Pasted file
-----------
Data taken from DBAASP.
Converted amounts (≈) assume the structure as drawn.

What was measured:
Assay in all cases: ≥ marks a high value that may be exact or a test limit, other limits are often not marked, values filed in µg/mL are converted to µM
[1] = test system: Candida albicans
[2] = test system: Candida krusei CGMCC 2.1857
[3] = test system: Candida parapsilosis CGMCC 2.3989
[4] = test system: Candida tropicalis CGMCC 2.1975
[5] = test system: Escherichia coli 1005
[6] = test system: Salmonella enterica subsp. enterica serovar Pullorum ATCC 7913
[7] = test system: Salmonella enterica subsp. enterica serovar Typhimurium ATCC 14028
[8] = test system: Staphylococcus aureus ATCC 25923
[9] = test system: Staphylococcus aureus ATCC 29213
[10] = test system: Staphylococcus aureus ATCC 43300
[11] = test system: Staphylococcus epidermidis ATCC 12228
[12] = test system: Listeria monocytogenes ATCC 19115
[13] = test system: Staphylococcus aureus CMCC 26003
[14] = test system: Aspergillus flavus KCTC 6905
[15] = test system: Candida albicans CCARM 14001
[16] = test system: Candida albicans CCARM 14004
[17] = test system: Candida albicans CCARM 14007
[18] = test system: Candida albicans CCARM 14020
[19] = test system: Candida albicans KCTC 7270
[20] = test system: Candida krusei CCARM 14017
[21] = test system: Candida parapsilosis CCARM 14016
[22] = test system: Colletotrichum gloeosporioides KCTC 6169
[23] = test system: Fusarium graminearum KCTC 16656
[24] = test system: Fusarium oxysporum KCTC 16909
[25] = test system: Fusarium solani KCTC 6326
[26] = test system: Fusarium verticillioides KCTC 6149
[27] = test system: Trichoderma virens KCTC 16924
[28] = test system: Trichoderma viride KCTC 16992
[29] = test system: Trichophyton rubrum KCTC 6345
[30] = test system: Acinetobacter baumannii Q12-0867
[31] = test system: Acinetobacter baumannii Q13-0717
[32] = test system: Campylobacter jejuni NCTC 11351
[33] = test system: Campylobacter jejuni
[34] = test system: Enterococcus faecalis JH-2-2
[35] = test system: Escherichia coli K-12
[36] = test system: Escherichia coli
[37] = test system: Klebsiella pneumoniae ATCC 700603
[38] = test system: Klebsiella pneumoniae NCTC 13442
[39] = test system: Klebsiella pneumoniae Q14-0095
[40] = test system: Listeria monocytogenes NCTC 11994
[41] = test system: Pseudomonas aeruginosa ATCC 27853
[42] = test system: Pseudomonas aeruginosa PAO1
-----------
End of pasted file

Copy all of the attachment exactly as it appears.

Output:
Data taken from DBAASP.
Converted amounts (≈) assume the structure as drawn.

What was measured:
Assay in all cases: ≥ marks a high value that may be exact or a test limit, other limits are often not marked, values filed in µg/mL are converted to µM
[1] = test system: Candida albicans
[2] = test system: Candida krusei CGMCC 2.1857
[3] = test system: Candida parapsilosis CGMCC 2.3989
[4] = test system: Candida tropicalis CGMCC 2.1975
[5] = test system: Escherichia coli 1005
[6] = test system: Salmonella enterica subsp. enterica serovar Pullorum ATCC 7913
[7] = test system: Salmonella enterica subsp. enterica serovar Typhimurium ATCC 14028
[8] = test system: Staphylococcus aureus ATCC 25923
[9] = test system: Staphylococcus aureus ATCC 29213
[10] = test system: Staphylococcus aureus ATCC 43300
[11] = test system: Staphylococcus epidermidis ATCC 12228
[12] = test system: Listeria monocytogenes ATCC 19115
[13] = test system: Staphylococcus aureus CMCC 26003
[14] = test system: Aspergillus flavus KCTC 6905
[15] = test system: Candida albicans CCARM 14001
[16] = test system: Candida albicans CCARM 14004
[17] = test system: Candida albicans CCARM 14007
[18] = test system: Candida albicans CCARM 14020
[19] = test system: Candida albicans KCTC 7270
[20] = test system: Candida krusei CCARM 14017
[21] = test system: Candida parapsilosis CCARM 14016
[22] = test system: Colletotrichum gloeosporioides KCTC 6169
[23] = test system: Fusarium graminearum KCTC 16656
[24] = test system: Fusarium oxysporum KCTC 16909
[25] = test system: Fusarium solani KCTC 6326
[26] = test system: Fusarium verticillioides KCTC 6149
[27] = test system: Trichoderma virens KCTC 16924
[28] = test system: Trichoderma viride KCTC 16992
[29] = test system: Trichophyton rubrum KCTC 6345
[30] = test system: Acinetobacter baumannii Q12-0867
[31] = test system: Acinetobacter baumannii Q13-0717
[32] = test system: Campylobacter jejuni NCTC 11351
[33] = test system: Campylobacter jejuni
[34] = test system: Enterococcus faecalis JH-2-2
[35] = test system: Escherichia coli K-12
[36] = test system: Escherichia coli
[37] = test system: Klebsiella pneumoniae ATCC 700603
[38] = test system: Klebsiella pneumoniae NCTC 13442
[39] = test system: Klebsiella pneumoniae Q14-0095
[40] = test system: Listeria monocytogenes NCTC 11994
[41] = test system: Pseudomonas aeruginosa ATCC 27853
[42] = test system: Pseudomonas aeruginosa PAO1